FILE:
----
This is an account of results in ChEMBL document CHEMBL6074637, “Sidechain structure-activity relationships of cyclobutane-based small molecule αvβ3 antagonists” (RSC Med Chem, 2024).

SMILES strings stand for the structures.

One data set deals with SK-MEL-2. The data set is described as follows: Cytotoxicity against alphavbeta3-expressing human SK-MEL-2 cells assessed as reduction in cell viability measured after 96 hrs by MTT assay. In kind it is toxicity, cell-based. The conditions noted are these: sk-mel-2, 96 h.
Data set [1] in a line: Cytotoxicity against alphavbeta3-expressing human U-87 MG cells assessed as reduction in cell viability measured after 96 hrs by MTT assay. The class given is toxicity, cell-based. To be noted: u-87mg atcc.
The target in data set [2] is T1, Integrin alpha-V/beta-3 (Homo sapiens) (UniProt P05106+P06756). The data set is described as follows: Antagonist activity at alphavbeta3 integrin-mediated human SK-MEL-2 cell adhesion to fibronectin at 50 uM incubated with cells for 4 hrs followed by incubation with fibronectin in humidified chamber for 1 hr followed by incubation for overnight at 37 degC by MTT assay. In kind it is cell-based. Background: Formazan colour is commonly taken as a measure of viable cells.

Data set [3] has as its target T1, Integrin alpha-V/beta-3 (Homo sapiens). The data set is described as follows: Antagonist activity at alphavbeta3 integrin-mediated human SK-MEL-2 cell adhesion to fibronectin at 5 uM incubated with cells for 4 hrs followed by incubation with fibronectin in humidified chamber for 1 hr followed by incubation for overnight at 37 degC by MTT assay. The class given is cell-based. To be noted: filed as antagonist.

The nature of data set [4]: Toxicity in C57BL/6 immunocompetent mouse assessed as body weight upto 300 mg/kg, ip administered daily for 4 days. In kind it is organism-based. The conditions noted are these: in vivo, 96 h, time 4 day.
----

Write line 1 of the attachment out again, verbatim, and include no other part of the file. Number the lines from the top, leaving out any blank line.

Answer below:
This is an account of results in ChEMBL document CHEMBL6074637, “Sidechain structure-activity relationships of cyclobutane-based small molecule αvβ3 antagonists” (RSC Med Chem, 2024).